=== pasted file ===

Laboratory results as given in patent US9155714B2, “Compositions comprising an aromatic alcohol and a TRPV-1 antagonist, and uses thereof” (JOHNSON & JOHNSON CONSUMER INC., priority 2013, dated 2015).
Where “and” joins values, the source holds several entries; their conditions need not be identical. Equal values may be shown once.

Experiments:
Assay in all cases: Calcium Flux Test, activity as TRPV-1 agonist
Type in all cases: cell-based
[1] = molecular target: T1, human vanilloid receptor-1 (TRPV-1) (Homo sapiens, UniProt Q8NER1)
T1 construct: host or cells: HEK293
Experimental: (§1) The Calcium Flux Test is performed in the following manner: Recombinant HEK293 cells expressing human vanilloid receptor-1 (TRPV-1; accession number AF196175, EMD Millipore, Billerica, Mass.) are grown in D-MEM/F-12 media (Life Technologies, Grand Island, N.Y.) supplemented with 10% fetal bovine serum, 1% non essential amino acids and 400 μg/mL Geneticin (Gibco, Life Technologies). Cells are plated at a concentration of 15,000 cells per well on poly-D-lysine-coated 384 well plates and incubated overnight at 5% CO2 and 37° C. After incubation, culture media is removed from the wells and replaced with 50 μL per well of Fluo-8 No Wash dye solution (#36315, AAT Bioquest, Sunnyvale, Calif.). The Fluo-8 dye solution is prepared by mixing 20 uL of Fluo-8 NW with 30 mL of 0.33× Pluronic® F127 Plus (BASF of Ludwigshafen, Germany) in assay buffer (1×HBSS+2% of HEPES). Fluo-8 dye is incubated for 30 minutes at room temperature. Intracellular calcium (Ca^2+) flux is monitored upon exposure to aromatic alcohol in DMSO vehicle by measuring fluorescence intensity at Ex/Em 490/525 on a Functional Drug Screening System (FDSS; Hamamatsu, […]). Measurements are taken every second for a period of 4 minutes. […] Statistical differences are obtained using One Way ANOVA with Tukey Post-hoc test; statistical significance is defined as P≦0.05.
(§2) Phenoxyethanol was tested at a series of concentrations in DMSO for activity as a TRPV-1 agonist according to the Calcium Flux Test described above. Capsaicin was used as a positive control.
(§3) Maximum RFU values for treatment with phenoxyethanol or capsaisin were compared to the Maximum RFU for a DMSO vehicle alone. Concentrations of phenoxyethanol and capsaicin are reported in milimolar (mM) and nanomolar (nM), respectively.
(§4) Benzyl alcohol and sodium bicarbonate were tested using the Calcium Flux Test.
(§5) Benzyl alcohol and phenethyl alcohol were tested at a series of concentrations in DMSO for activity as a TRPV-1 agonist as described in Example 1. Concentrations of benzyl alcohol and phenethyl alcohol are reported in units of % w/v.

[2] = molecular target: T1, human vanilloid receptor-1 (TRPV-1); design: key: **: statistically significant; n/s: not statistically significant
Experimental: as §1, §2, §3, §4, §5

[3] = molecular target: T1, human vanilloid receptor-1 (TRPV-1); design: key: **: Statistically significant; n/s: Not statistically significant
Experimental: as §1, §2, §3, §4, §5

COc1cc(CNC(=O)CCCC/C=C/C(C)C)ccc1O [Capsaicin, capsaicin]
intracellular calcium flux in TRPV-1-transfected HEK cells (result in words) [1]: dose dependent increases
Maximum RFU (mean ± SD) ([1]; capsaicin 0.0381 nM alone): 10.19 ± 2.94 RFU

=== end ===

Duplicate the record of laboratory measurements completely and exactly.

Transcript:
Laboratory results as given in patent US9155714B2, “Compositions comprising an aromatic alcohol and a TRPV-1 antagonist, and uses thereof” (JOHNSON & JOHNSON CONSUMER INC., priority 2013, dated 2015).
Where “and” joins values, the source holds several entries; their conditions need not be identical. Equal values may be shown once.

Experiments:
Assay in all cases: Calcium Flux Test, activity as TRPV-1 agonist
Type in all cases: cell-based
[1] = molecular target: T1, human vanilloid receptor-1 (TRPV-1) (Homo sapiens, UniProt Q8NER1)
T1 construct: host or cells: HEK293
Experimental: (§1) The Calcium Flux Test is performed in the following manner: Recombinant HEK293 cells expressing human vanilloid receptor-1 (TRPV-1; accession number AF196175, EMD Millipore, Billerica, Mass.) are grown in D-MEM/F-12 media (Life Technologies, Grand Island, N.Y.) supplemented with 10% fetal bovine serum, 1% non essential amino acids and 400 μg/mL Geneticin (Gibco, Life Technologies). Cells are plated at a concentration of 15,000 cells per well on poly-D-lysine-coated 384 well plates and incubated overnight at 5% CO2 and 37° C. After incubation, culture media is removed from the wells and replaced with 50 μL per well of Fluo-8 No Wash dye solution (#36315, AAT Bioquest, Sunnyvale, Calif.). The Fluo-8 dye solution is prepared by mixing 20 uL of Fluo-8 NW with 30 mL of 0.33× Pluronic® F127 Plus (BASF of Ludwigshafen, Germany) in assay buffer (1×HBSS+2% of HEPES). Fluo-8 dye is incubated for 30 minutes at room temperature. Intracellular calcium (Ca^2+) flux is monitored upon exposure to aromatic alcohol in DMSO vehicle by measuring fluorescence intensity at Ex/Em 490/525 on a Functional Drug Screening System (FDSS; Hamamatsu, […]). Measurements are taken every second for a period of 4 minutes. […] Statistical differences are obtained using One Way ANOVA with Tukey Post-hoc test; statistical significance is defined as P≦0.05.
(§2) Phenoxyethanol was tested at a series of concentrations in DMSO for activity as a TRPV-1 agonist according to the Calcium Flux Test described above. Capsaicin was used as a positive control.
(§3) Maximum RFU values for treatment with phenoxyethanol or capsaisin were compared to the Maximum RFU for a DMSO vehicle alone. Concentrations of phenoxyethanol and capsaicin are reported in milimolar (mM) and nanomolar (nM), respectively.
(§4) Benzyl alcohol and sodium bicarbonate were tested using the Calcium Flux Test.
(§5) Benzyl alcohol and phenethyl alcohol were tested at a series of concentrations in DMSO for activity as a TRPV-1 agonist as described in Example 1. Concentrations of benzyl alcohol and phenethyl alcohol are reported in units of % w/v.

[2] = molecular target: T1, human vanilloid receptor-1 (TRPV-1); design: key: **: statistically significant; n/s: not statistically significant
Experimental: as §1, §2, §3, §4, §5

[3] = molecular target: T1, human vanilloid receptor-1 (TRPV-1); design: key: **: Statistically significant; n/s: Not statistically significant
Experimental: as §1, §2, §3, §4, §5

COc1cc(CNC(=O)CCCC/C=C/C(C)C)ccc1O [Capsaicin, capsaicin]
intracellular calcium flux in TRPV-1-transfected HEK cells (result in words) [1]: dose dependent increases
Maximum RFU (mean ± SD) ([1]; capsaicin 0.0381 nM alone): 10.19 ± 2.94 RFU